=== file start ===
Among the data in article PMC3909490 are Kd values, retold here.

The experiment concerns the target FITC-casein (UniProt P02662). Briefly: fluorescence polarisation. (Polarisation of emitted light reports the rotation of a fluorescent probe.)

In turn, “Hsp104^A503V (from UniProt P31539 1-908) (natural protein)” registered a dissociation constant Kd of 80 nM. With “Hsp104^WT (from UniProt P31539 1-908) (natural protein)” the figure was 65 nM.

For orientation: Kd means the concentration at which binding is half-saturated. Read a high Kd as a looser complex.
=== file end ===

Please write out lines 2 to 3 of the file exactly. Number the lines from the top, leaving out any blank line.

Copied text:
The experiment concerns the target FITC-casein (UniProt P02662). Briefly: fluorescence polarisation. (Polarisation of emitted light reports the rotation of a fluorescent probe.)

In turn, “Hsp104^A503V (from UniProt P31539 1-908) (natural protein)” registered a dissociation constant Kd of 80 nM. With “Hsp104^WT (from UniProt P31539 1-908) (natural protein)” the figure was 65 nM.